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Business or Pleasure: The Travelling Habits of Millennials

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Maturing as both consumers and business owners or entrepreneurs, Millennials are playing a pivotal role in the shaping of just about any market or industry you can think of. Because of their influence and spending potential, their habits in different walks of life have been carefully scrutinized by advertising agencies, travel companies, hospitality services providers and everyone else hoping to start earning their loyalty.

Business or Pleasure: The Travelling Habits of Millennials

Millennials are adventurous; eager to learn and expand their experience; thrilled by the hunt for a bargain, but still willing to spend a bit more for certain comforts; and, of course, much more reliant on mobile devices than their elders. Take a closer look into their traveling habits below.

 

How Frequently Do They Travel?

 

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While there are some discrepancies in the results of various studies on the subject, most seem to have reached the conclusion that Millennials travel more often than members of older generations, both for business and for leisure. Naturally, this depends on a number of additional factors, such as income, marital status and so on.

 

One of the major sources of information we used is a study by Expedia conducted in 2013 by Harris Interactive. It included approximately 8,500 employed Millennials from all over Asia Pacific, Europe, North and South America. According to its findings, people under 30 take 4.7 business and 4.2 leisure trips per year (people who most frequently find the time or means for leisurely travel seem to be American and Canadian Millennials with 7.8 trips per year). On the other hand, members of Generation X have been found to take 3.6 business and 2.9 leisure trips a year. The same study found that Millennials are more likely to merge business with pleasure by extending a business trip into a vacation. While only 51% of members of the 31-45 year olds have done this, 62% of Millennials have taken the opportunity to engage in some ‘bleasure’ (business + pleasure).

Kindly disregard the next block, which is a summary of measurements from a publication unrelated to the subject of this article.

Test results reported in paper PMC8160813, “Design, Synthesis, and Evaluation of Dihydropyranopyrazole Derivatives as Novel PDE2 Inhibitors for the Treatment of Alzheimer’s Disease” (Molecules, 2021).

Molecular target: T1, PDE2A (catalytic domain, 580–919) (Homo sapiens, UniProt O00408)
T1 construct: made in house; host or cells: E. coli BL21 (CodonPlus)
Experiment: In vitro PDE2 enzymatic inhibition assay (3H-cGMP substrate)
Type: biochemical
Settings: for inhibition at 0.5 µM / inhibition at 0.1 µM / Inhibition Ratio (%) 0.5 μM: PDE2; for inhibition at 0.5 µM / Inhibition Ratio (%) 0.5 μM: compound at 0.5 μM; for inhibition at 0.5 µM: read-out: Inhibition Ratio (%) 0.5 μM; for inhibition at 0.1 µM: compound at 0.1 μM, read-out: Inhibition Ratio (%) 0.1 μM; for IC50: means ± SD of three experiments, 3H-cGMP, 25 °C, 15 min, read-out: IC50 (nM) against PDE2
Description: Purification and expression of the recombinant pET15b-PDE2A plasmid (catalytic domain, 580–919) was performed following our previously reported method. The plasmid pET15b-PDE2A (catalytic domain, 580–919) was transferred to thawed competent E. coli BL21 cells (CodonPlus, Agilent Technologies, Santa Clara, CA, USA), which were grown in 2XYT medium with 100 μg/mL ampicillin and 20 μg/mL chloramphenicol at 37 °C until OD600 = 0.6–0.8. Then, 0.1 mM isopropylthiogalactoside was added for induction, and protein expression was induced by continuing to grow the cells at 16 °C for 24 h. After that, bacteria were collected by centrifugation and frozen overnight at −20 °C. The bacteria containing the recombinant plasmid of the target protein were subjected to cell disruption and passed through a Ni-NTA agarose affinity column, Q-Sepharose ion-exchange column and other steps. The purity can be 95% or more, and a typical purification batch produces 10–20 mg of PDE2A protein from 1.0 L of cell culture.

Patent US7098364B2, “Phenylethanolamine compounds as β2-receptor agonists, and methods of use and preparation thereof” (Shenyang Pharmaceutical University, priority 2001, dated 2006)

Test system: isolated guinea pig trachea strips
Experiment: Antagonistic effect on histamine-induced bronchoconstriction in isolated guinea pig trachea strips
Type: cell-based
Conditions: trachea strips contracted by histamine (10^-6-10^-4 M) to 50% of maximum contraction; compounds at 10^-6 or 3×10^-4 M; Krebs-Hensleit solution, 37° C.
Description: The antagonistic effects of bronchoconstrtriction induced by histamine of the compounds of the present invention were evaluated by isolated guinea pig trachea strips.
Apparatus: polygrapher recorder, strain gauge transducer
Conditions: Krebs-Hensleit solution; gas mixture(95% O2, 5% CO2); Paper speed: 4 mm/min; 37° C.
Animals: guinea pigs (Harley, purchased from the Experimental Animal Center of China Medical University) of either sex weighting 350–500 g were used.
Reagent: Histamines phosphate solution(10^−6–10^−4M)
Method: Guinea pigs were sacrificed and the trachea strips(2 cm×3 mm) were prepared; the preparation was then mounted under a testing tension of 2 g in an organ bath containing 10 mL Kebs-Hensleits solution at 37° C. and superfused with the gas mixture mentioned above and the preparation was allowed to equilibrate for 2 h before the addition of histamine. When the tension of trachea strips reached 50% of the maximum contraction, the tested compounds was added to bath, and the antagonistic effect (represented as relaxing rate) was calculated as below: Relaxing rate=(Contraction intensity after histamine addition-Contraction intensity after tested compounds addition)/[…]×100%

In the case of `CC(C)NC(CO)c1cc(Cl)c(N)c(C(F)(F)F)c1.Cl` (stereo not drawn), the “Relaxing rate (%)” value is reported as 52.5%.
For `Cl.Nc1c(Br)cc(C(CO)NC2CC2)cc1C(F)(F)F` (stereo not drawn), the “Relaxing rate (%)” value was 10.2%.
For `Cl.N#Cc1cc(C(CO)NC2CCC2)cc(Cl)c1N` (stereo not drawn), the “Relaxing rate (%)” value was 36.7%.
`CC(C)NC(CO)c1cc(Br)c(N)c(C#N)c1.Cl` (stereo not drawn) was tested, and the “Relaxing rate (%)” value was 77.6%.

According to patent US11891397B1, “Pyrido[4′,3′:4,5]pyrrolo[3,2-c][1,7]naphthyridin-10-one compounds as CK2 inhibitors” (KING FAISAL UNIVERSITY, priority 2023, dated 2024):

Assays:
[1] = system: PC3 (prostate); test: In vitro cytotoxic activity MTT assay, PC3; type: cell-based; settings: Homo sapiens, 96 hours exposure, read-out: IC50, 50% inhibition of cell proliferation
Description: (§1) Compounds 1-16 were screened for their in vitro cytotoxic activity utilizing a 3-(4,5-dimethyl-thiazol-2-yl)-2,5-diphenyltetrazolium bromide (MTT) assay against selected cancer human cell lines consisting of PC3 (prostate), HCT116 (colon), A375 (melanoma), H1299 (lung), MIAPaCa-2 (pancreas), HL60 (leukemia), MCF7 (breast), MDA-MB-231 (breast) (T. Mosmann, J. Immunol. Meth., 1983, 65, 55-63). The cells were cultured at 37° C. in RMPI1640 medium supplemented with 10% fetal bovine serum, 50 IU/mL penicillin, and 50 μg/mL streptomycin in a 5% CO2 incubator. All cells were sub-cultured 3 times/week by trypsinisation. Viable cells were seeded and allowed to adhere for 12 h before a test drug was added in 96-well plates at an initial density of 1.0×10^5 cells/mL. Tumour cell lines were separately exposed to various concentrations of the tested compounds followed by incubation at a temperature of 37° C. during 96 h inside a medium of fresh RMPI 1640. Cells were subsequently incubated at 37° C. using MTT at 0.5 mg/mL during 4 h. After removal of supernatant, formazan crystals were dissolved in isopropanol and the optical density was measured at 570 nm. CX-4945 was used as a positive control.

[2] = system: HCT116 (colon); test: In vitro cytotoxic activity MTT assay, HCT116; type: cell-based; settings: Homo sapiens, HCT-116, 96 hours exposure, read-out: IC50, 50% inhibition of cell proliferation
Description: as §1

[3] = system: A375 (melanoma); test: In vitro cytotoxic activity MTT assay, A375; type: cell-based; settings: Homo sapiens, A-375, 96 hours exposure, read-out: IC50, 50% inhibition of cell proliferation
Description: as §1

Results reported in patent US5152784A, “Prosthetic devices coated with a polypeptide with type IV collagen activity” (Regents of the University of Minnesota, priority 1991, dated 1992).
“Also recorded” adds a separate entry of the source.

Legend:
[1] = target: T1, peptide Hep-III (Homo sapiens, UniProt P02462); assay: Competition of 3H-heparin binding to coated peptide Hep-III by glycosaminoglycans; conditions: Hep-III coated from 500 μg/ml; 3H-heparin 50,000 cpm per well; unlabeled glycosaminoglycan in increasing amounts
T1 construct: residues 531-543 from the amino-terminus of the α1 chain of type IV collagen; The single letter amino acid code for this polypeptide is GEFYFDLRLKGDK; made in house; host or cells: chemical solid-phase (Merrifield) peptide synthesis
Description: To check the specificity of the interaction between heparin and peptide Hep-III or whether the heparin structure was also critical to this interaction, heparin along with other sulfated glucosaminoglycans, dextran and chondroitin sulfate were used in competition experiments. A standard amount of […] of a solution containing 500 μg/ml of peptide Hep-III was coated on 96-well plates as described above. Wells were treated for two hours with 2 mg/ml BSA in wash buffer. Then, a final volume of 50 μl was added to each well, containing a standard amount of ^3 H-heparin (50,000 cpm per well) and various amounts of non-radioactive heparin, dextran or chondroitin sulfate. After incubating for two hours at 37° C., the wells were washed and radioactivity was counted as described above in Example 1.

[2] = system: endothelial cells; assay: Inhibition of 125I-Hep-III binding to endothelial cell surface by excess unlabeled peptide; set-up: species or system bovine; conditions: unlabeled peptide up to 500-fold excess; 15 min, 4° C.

Another study that will be heavily referenced here is the one by The Boston Consulting Group, Service Management Group (SMG) and Barkley, conducted in 2013. The study observed the habits of 4000 Millennials and 1000 participants in the 35-74 age bracket. All the correspondents were from the United States. The study determined that, despite the fact that Millennials can be thrifty when it comes to certain aspects of traveling, on average, they still spend more than their elders. The most common motivation for leisure travel among Millennials seem to be different special events or adventure trips. Business focused Millennials most frequently travel in order to attend different conferences, seminaries, and other events that can help them with professional development.

 

Booking

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When it comes to booking trips and making use of different loyalty programs, Millennials seem to be somewhat prone to succumbing to the temptation of instant gratification. While this is sometimes dismissed as rashness of youth or impatience, it makes sense when you consider the dynamic lifestyle and overabundance of choice that this generation has been growing up with. For instance, 43% of people between 18 and 34 think that as soon as they sign up for a service, they should immediately receive the benefits of a rewards program. Likewise, the mentioned Expedia study found that half of them will consider availability of such programs when deciding on a service provider, while only a third of their seniors will base their choice on this criterion. Not only are they more mindful of such offers, they are much more pliable to being swayed by them to change providers, even once they’re already mid-journey.

 

Unsurprisingly, the same study shows that Millennials are far more likely to use mobile devices to book their trip, with 32% and 20% of them using smartphones and tablets for this purpose, respectively. When it comes to older people, these numbers are much lower – 12% and 9%.